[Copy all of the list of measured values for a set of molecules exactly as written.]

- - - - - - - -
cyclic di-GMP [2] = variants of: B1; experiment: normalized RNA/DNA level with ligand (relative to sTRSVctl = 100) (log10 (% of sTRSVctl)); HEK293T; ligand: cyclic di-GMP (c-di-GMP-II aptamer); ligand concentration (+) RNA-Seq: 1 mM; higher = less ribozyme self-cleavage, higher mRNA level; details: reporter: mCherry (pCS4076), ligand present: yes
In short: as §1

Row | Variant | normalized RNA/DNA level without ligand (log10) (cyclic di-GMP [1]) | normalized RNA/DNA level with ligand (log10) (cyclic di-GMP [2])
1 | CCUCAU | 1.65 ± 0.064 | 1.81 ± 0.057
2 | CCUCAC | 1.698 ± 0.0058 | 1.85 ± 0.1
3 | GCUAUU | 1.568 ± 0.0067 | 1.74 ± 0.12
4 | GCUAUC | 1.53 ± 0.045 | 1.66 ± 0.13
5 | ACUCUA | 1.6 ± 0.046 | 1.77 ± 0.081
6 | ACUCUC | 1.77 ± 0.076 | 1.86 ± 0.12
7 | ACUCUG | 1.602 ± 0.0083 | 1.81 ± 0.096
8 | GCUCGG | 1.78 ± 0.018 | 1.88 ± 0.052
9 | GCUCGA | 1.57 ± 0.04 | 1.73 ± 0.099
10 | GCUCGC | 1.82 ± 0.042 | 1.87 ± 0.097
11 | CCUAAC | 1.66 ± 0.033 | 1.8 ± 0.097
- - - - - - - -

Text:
cyclic di-GMP [2] = variants of: B1; experiment: normalized RNA/DNA level with ligand (relative to sTRSVctl = 100) (log10 (% of sTRSVctl)); HEK293T; ligand: cyclic di-GMP (c-di-GMP-II aptamer); ligand concentration (+) RNA-Seq: 1 mM; higher = less ribozyme self-cleavage, higher mRNA level; details: reporter: mCherry (pCS4076), ligand present: yes
In short: as §1

Row | Variant | normalized RNA/DNA level without ligand (log10) (cyclic di-GMP [1]) | normalized RNA/DNA level with ligand (log10) (cyclic di-GMP [2])
1 | CCUCAU | 1.65 ± 0.064 | 1.81 ± 0.057
2 | CCUCAC | 1.698 ± 0.0058 | 1.85 ± 0.1
3 | GCUAUU | 1.568 ± 0.0067 | 1.74 ± 0.12
4 | GCUAUC | 1.53 ± 0.045 | 1.66 ± 0.13
5 | ACUCUA | 1.6 ± 0.046 | 1.77 ± 0.081
6 | ACUCUC | 1.77 ± 0.076 | 1.86 ± 0.12
7 | ACUCUG | 1.602 ± 0.0083 | 1.81 ± 0.096
8 | GCUCGG | 1.78 ± 0.018 | 1.88 ± 0.052
9 | GCUCGA | 1.57 ± 0.04 | 1.73 ± 0.099
10 | GCUCGC | 1.82 ± 0.042 | 1.87 ± 0.097
11 | CCUAAC | 1.66 ± 0.033 | 1.8 ± 0.097